SUNRISE, FLORIDA – Randy Carlyle leads with a warm handshake, and calls you by your first name.
Inside the pressure cooker of all pressure cookers — a Toronto Maple Leafs team that is in absolute free fall — he is looser than you’d ever imagine a man this intense could be.
His Leafs hadn’t scored in more than 157 minutes of game time, and their playoff chances were worse than bleak. But there was Carlyle, leaning against a wall, talking openly with a couple of reporters a couple hours before last night’s 5-2 loss in Florida.
They said he was a grouch in Anaheim, but he looks nothing like it thus far with Toronto.
“I want to come to the rink — stole this from Ken Hitchcock when he talked about his new approach — (nowhere) near any negative from the day before,” said Carlyle. “I want to be positive and be about getting better. Always from a positive frame of mind.
“Before, I would drag things from game-to-game around, and I think it’s important that’s one of the things that I learn and change right off the bat.”
That effort is getting seriously stress-tested these days, as the Leafs looked listless Tuesday. Twenty minutes after the game players had yet to remove half of their equipment, Carlyle’s post-game assessment having clearly been followed by some soul searching among the players.
“We gave up five goals. You can’t give up five goals and win in the NHL,” Carlyle said after the game. “My message (to the players) was blunt. We can’t kid ourselves. We didn’t play to a level we’re capable of playing to.”
Until Tyler Bozak scored late in the second period Tuesday, the Maple Leafs had gone almost 10 periods of hockey — 196 minutes, 26 seconds — without scoring a goal.
They’re now 2-13-2 in their last 17 games, and their mathematical chances of making the playoffs had dropped to 2.5 per cent before they took the ice Tuesday in Sunrise.
“I have to be different in some ways,” Carlyle said, comparing this job to the one he held for seven seasons in Anaheim. “The personnel isn’t the same. It’s a younger group. It’s important for them to get an understanding of what I expect on a daily basis. My coaching staff has to deliver the message: ‘This is how we want things done. And we’re not going to accept anything less.’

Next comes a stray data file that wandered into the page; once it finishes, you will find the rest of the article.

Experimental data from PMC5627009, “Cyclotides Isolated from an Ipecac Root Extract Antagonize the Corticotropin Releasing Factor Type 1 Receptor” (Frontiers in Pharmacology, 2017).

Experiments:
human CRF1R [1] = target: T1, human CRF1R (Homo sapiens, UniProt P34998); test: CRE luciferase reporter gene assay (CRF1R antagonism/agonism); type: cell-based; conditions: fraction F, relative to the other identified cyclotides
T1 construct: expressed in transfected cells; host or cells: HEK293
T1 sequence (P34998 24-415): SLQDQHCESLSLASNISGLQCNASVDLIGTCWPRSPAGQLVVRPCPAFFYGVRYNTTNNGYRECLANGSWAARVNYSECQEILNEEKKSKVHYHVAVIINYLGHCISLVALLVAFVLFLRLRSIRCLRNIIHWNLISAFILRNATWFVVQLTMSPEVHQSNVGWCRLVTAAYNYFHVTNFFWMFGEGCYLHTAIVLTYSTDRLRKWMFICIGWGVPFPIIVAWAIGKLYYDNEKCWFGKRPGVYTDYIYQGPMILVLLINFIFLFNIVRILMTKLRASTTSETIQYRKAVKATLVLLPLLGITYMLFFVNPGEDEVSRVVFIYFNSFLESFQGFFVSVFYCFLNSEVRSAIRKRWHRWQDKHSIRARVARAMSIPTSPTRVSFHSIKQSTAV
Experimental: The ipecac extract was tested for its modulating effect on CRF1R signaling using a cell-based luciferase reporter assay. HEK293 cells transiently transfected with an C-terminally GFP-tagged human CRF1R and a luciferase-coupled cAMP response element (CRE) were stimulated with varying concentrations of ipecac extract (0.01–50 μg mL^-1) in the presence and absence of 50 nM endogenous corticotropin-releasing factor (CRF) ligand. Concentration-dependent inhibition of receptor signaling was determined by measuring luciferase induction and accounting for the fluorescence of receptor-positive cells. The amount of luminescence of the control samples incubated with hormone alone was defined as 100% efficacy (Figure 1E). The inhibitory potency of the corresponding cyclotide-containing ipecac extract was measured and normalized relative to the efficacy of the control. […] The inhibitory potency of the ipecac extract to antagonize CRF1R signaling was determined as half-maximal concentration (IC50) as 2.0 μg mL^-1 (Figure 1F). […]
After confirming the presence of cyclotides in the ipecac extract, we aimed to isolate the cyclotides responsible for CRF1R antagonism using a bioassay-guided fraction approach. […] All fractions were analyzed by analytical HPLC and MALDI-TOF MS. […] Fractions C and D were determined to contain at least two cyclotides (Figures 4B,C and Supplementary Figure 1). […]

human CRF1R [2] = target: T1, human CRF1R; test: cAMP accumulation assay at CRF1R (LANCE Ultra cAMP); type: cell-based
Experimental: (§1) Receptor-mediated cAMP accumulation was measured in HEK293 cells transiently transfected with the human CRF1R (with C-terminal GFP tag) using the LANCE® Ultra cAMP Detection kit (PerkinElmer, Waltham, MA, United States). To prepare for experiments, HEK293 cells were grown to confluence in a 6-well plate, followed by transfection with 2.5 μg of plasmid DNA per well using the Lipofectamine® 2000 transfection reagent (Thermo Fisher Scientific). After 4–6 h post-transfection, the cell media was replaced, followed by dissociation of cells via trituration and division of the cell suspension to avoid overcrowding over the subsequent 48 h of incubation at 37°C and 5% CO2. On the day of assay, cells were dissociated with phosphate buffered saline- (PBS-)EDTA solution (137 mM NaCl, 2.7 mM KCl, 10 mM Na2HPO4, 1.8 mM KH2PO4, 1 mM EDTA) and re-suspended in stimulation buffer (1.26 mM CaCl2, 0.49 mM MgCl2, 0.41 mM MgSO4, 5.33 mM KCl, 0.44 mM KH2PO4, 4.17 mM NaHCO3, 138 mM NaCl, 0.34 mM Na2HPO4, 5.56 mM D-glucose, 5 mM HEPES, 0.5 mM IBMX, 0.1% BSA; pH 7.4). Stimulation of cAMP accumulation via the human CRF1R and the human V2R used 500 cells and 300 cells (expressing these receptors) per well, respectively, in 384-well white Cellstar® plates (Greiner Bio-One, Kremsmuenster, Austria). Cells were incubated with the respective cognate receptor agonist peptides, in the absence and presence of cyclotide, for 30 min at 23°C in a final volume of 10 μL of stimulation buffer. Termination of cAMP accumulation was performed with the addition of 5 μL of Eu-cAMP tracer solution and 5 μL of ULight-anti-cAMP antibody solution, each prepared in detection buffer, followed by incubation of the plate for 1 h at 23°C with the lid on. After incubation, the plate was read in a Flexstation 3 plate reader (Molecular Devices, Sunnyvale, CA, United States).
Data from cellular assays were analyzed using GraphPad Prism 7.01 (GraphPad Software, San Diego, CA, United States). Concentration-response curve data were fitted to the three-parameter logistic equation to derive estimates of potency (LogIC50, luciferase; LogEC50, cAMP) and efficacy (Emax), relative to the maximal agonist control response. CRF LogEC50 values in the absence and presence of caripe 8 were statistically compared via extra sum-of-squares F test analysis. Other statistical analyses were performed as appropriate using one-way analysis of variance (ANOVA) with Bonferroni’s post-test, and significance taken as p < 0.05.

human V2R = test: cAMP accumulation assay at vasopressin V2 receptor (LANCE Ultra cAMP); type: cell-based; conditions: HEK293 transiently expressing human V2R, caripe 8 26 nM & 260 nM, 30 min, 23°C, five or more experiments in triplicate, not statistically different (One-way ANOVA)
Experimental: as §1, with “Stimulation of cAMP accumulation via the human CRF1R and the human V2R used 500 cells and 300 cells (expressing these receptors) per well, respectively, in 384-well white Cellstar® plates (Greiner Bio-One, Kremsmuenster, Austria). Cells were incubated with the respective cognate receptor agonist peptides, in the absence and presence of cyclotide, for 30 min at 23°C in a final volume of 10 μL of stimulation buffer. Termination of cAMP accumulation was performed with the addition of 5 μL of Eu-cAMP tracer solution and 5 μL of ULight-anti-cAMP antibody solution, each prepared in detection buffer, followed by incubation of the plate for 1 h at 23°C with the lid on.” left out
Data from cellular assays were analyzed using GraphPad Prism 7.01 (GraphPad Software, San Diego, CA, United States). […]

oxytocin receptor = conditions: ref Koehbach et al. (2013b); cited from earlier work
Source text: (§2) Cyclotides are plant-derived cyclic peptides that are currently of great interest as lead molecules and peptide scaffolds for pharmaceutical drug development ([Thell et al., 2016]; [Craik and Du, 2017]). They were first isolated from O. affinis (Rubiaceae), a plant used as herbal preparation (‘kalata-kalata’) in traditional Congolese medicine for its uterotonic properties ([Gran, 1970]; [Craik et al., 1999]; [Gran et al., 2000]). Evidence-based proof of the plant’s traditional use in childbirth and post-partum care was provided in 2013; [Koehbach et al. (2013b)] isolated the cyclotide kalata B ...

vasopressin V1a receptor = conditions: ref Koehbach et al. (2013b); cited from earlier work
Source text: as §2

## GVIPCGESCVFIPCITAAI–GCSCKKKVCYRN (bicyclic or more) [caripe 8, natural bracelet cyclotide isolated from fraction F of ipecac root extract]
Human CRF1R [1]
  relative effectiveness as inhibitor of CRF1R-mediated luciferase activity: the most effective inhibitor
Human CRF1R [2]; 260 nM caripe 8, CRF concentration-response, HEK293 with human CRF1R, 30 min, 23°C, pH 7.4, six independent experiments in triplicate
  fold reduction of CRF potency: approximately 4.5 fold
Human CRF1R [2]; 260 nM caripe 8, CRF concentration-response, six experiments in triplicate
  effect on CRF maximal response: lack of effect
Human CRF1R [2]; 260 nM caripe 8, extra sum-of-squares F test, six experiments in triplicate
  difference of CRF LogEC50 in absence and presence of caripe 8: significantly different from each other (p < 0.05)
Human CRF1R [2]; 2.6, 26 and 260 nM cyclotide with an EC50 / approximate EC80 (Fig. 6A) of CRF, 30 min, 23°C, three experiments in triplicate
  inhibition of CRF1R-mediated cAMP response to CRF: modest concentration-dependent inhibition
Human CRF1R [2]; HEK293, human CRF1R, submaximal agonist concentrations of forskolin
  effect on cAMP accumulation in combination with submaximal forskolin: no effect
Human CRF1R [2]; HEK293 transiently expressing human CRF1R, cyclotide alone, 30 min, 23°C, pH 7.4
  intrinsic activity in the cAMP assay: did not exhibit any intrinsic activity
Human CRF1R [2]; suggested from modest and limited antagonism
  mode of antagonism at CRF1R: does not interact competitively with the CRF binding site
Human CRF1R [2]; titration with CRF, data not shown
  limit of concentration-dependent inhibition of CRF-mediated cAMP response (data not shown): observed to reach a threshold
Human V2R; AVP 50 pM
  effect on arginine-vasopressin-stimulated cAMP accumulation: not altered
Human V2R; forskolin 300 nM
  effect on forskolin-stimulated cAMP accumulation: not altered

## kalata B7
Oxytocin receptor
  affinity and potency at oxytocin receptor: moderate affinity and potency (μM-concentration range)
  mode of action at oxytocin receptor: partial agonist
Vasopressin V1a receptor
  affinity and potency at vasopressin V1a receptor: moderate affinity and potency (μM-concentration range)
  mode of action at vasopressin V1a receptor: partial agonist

“In the hockey world, the pulse of Toronto is very visible. And there have been a lot of things said, a lot of things have happened. The lack of success … you know you’re coming into a situation where you’re going to have to resurrect some confidence in the players,” he said. “These players have to understand that it’s not going to be accepted, that the way they did it before was somebody else’s idea. This coaching staff is implementing something different.”
The team has been better defensively under Carlyle, a step that has to come first. The Maple Leafs were a freewheeling, jump-the-zone club under Ron Wilson, and they simply don’t have the offensive firepower to play that way.
We’ve seen Carlyle’s teams play defence, and currently, his standard and the Maple Leafs defensive abilities are a long ways apart.
“I want everybody to understand this is how I like things done,” he said. “Hopefully we have people who want to buy into that. If they don’t, they’re going to be on an island.”
“We’re not giving up the golden opportunities that we did,” Leafs general manager Brian Burke said before the game. “That’s not a knock at Ronnie, but our D-zone coverage seems to be a little more solid. Maybe that’s why the goaltending has been better too.”
The Leafs broke down somewhat in Florida Tuesday. Two players were beaten to pucks on Florida’s first goal, and the fourth came on a 2-on-0 gifted by defenceman Carl Gunnarsson. The penalty kill wasn’t good, and the penalties Toronto took were “unacceptable” by Carlyle’s standards.
And he told his players exactly that after the game.
“He just spoke. Said what needed to be said,” related John-Michael Liles. “He was pretty blunt about it.”
The Maple Leafs lack confidence, defensive prowess, toughness and will. With Washington’s win, the playoffs crept 10 points away, with a dozen games remaining.
For now, Carlyle will avoid the newspapers, the stats pages. It’s the white board he’ll concentrate on with this Leafs club.
“The little things are the difference makers,” he stresses. “It’s stop-and-go hockey versus stop-and-circle. It’s hard work. It’s committing to not turning the puck over. We’re trying to create a template that we commit to. When things don’t go well, you go back to that template.
“It’s not easy to accomplish.”
Nor will it be fast.